The sliding displacement of the inclined crack faces bring into play the aggregate
interlockwhich givesacontributiontothe totalshearstrength. Afurthercontribution
comesfromthelongitudinalreinforcementthatactsasadowel.Bondstressesalsoact
betweenreinforcementandsurroundingconcretecausedbyslipduetotheopeningof
thecrack(Karyhaloo,1993).Thecontributionofdowelaction,aggregateinterlockand
bondstressduetoslipareveryhardtoquantifyandevenfracturemechanicsisnotable
todescribethecrackpropagationinacorrectway.
Themostsignificanteffectofthepresenceofsteelfibresisthecrackingbehaviour;
the beams made out of FRC display an increased number of both flexural and shear
cracksatcloserspacingthanthecorrespondingbeamswithoutfibres.Normally,alsoa
reductionofspallinginthevicinityofthesupportandbondcrackingcanbefound.The
addition of fibres could (not always) lead to achieve the flexural failure; but, although
fibresbeneficiallyandsubstantiallyimprovethecrackanddeformationalbehaviouras
wellastheultimatestrength,thisdoesnotalwayshappen.
Thetensilefracturemechanismofconcreteisacomplexphenomenonandstillithas
notbeen fullyelucidated. Thepostcrackingbehaviour,as shown in Lfgren(2005), is
affectedbytwodifferentmechanisms:

Aggregatebridgingthatisalwayspresentintheplainconcrete
FibrebridgingthatcontributestoenergydissipationinFRCconcrete.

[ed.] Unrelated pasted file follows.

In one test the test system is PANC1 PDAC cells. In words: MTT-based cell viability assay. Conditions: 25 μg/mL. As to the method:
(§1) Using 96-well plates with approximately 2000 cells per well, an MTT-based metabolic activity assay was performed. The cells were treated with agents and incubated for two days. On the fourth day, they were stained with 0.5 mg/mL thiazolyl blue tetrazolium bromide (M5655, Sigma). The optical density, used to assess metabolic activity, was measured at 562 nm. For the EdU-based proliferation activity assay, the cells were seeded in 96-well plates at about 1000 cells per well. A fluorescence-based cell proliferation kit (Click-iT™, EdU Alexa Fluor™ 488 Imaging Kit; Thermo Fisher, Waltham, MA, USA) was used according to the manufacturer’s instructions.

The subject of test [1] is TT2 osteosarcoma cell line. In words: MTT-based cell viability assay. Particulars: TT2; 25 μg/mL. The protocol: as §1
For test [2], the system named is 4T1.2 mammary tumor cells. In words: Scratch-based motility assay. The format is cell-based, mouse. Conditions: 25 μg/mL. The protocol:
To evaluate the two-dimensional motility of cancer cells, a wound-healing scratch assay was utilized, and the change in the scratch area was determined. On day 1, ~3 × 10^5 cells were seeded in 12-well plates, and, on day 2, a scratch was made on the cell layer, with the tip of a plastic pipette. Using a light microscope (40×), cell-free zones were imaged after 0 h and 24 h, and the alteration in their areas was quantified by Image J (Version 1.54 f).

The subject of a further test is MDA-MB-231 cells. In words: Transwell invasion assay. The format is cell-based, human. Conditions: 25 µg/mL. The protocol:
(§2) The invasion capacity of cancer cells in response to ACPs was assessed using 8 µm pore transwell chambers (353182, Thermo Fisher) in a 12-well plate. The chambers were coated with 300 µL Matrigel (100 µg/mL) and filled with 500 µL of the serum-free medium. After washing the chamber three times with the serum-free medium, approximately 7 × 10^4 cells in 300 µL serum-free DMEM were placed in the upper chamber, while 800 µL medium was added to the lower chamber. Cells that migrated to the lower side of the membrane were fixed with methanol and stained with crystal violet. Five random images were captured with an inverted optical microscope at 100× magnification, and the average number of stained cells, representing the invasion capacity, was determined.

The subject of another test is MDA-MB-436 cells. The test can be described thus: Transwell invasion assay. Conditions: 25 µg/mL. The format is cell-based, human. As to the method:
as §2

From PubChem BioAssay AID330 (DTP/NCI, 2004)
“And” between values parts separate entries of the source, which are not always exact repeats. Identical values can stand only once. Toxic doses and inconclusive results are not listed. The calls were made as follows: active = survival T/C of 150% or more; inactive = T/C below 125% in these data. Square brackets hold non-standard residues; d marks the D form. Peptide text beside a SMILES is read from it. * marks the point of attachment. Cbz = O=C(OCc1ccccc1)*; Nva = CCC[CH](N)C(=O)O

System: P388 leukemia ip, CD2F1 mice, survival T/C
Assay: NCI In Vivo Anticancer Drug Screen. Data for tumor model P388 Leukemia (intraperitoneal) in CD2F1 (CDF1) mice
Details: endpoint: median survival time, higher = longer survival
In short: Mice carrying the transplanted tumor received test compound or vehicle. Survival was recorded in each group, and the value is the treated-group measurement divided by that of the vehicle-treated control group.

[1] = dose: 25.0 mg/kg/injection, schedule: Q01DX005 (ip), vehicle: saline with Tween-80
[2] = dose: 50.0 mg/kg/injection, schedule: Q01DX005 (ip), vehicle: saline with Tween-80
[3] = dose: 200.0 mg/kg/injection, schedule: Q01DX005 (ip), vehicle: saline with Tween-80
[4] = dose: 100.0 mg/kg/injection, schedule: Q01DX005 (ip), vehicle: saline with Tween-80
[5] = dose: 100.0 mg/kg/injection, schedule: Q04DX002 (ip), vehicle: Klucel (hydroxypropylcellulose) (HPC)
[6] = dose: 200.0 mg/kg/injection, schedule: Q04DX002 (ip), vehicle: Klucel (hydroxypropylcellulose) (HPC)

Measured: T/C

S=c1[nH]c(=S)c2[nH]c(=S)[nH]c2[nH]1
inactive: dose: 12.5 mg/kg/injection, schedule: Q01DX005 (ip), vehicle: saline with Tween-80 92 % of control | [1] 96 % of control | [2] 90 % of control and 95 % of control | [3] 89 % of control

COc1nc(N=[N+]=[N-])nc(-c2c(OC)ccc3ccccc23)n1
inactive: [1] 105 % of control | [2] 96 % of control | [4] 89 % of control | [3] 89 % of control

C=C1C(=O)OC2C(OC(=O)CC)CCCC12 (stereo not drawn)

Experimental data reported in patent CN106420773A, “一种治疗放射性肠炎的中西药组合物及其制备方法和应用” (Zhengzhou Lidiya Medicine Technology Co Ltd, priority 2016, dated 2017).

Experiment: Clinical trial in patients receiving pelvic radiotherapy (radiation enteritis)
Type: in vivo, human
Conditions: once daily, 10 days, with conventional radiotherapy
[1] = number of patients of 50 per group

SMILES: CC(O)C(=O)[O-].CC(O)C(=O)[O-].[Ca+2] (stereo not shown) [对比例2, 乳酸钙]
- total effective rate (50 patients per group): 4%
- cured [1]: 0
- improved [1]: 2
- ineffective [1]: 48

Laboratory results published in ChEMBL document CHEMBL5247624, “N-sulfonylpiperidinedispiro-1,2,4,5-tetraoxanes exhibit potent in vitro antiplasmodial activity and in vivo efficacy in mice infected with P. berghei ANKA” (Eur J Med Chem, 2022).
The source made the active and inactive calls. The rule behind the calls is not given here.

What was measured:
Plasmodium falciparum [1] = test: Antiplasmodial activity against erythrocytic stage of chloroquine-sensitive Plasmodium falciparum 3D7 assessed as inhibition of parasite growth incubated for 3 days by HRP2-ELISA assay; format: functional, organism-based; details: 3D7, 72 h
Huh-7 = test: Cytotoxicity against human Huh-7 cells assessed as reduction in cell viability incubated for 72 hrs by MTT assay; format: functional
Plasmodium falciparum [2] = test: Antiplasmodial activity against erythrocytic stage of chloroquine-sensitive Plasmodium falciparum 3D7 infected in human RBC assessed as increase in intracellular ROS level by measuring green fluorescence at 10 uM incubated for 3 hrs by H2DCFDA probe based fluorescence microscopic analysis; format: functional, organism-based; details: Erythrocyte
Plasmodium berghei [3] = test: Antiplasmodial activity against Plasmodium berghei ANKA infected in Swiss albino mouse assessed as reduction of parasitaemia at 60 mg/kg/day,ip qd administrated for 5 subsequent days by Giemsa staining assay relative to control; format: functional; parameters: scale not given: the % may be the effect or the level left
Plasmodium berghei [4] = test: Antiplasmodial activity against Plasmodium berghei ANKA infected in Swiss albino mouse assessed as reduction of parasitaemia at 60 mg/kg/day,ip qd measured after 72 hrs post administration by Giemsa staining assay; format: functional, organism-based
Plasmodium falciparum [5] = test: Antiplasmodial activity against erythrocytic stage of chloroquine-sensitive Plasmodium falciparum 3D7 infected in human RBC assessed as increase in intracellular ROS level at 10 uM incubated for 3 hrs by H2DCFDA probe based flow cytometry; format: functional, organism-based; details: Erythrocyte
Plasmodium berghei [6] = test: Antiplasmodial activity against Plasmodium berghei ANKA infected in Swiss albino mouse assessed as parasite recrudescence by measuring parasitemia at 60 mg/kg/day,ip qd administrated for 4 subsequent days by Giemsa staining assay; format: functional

Thefibrebridgingisalwayspredominant,butthefinalbearinginuniaxialtensionis
the combination of both the two mechanisms; aggregate bridging decays to zero for a
crackopeningofaround0.3mm.Theaddition offibres increases the workoffracture
(represented by the area under the stresscrack opening curve) and the critical crack

14

opening(fromapproximately0.3mmtohalfthefibrelengthforsteelfibresusually10
to30mm).
AggregateBridging
Aggregate bridging is the major toughening mechanism for plain concrete; an
aggregatethatbridgesthecrackuntil0.3mmworksalmostinthesamewayasfibresdo.
Theconcrete crackbridgingis the coalescence ofmicrocracksinthematrixduetothe
developmentofbondcracksbetweenaggregateandmatrixandthefrictionalpulloutof
aggregates (Lfgren, 2005). In plain concrete, in addition to aggregate bridging, many
differentmechanismsareinvolved:

crack shielding: the nucleation of many microcracks, around the tip of a


propagating crack, has a significant influence on the propagation of the
main crack. It reduces the stress intensity factors of the main crack
(Loehnertetal.,2007);
crack deflection: at the interface of dissimilar materials the crack can
arrestoradvancebyeitherpenetratingtheinterfaceordeflectingintothe
interface(Heetal.,1989);
cracksurfaceroughnessinducedclosure:themechanismsofcrackclosure
arisingfrommicroscopicroughnessofthefatiguefracturesurfacesarenot
fully understood. Its known to strongly influence fatigue crack growth
rates(Vrkoly,2001);
cracktipbluntedbyvoid;
crackbranching:thetipofthecracksharesintwodifferentbranches,the
mainandthesecondarycracktip.

Figure2.4Sometougheningmechanismsinplainconcrete(Shahetal.,1995).

The toughening mechanisms can be divided into crack frontal, crack tip and crack